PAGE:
A group billing itself as a “Consumer Reports for school materials” will soon begin posting free online reviews of major textbooks and curricula that purport to be aligned to the Common Core State Standards — an effort, some say, that has the potential to shake up the market. More

One born every minute

According to a recent Gallup report, more U.S. adults agree or strongly agree that online colleges and universities offer high-quality education (37 percent) than did so in 2012 (33 percent) or 2011 (30 percent) when Gallup first introduced the report. More

Hope he had a good vacation, anyway

House Republicans’ plan to sue President Barack Obama for a series of executive actions they argue were an overreach of his legal authority could have ramifications for some of the administration’s signature education initiatives. More

TFA represents

Teach for America has announced that 50 percent of its incoming corps of 5,300 identify as people of color. More

Raising the bar (somewhat)

The South Carolina Board of Education has approved a timeline that calls for the final OK in March for new math and reading benchmarks for South Carolina students. More

Good

Michigan’s big investment in a state-funded preschool program will give thousands of additional children a shot at a better start to their education this coming school year. More

Not good

More than a quarter of Michigan’s charter school authorizers are “at risk” of being suspended because of low academic performance and problems with contract transparency, the Michigan Department of Education has announced. More

 

Due process

The Kansas National Education Association has filed a lawsuit in Shawnee County District Court asking a judge to declare unconstitutional a new law that strips teachers of a right to a hearing before they are fired. More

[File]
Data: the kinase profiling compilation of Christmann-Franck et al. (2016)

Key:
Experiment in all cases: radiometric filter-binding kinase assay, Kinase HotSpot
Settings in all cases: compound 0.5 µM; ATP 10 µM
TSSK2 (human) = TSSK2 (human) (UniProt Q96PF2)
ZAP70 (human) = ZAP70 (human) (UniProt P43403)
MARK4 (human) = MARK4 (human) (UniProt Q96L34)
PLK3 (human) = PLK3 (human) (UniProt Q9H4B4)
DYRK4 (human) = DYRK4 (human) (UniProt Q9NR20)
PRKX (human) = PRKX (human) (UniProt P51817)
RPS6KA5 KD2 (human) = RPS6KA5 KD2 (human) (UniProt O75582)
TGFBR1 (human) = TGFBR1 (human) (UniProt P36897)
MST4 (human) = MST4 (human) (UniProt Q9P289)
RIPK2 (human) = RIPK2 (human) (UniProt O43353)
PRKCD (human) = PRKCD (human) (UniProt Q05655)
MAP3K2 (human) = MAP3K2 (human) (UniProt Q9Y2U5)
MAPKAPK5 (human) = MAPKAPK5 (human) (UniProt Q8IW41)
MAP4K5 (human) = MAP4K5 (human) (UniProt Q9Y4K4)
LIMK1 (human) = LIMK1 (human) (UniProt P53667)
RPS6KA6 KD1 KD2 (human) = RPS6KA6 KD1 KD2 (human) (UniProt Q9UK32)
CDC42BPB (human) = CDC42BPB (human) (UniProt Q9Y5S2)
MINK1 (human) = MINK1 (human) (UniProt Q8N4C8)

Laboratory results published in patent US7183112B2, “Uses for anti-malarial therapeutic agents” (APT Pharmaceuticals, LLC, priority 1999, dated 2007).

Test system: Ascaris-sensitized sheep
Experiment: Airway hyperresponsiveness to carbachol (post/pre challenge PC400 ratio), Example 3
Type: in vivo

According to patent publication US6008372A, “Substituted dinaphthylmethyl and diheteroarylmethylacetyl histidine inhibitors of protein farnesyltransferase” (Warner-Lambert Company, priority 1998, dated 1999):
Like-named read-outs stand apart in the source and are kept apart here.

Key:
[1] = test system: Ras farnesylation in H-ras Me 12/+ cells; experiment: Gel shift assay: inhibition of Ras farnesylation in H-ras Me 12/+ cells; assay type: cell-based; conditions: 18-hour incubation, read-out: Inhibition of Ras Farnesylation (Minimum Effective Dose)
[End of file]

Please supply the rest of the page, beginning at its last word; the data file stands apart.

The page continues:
Don’t believe the hype

Nevada Superintendent of Public Instruction Dale Erquiaga said Nevada public education is in worse shape than statistics indicate. More

Brushed back from the plate

Gov. Bobby Jindal’s effort to derail Louisiana’s use of the Common Core has been halted by a state judge who said the governor’s actions were harmful to parents, teachers, students. More

Piling on

Sixty percent of American adults said they oppose Common Core, according to the results of the annual PDK/Gallup Poll of attitudes toward public education. More

How neighborly

U.S. Sen. Rand Paul of Kentucky has reached across the river to endorse a candidate in the race for the Ohio State Board of Education. More

Lousy timing

A judge’s ruling declaring North Carolina’s school-voucher program unconstitutional threw hundreds of families into chaos and struck a blow against the Republican education agenda in North Carolina. More

GRANTS AND FUNDING OPPORTUNITIES

Dizzy Feet Foundation: Program Grants

The Dizzy Feet Foundation (DFF) makes grants that bolster dance-education programs for children in low-income areas and disadvantaged communities. Through its grant recipients, DFF seeks to give children the experience of dance, to educate them about the many styles of dance, and to expose them to the lifelong benefits of dance. Maximum award: varies. Eligibility: community organizations and other tax-exempt entities in the United States. Deadline: September 4, 2014.More

Carnegie /New York Times: I Love My Librarian Award

The Carnegie Corporation of New York/New York Times I Love My Librarian Award recognizes the accomplishments of exceptional public, school, college, community-college, or university librarians. Maximum award: $5,000, a plaque, and $500 travel stipend to attend an awards reception in New York hosted by The New York Times. Eligibility: school, public, college, or university librarians.  Deadline: September 12, 2014. More

 

AGI: Connections in My Community

The American Geological Institute is sponsoring a photography contest to celebrate Earth Science Week 2014. The photography theme for this year is “Connections in My Community.” Maximum award: $300, a copy of AGI’s The Geoscience Handbook, and winner’s photograph on the Earth Science Week website. Eligibility: residents of the United States of any age. Deadline: October 14, 2014. More

 

QUOTE OF THE WEEK:

“In here, we’re not talking about what’s going on out there. But if a child is sad, we have pulled kids aside and done some coloring. Color it out and then have a release.” — Antona Smith, a former educator volunteering at the Ferguson Municipal Public Library, where parents can drop off kids to learn while school in Ferguson remains delayed. More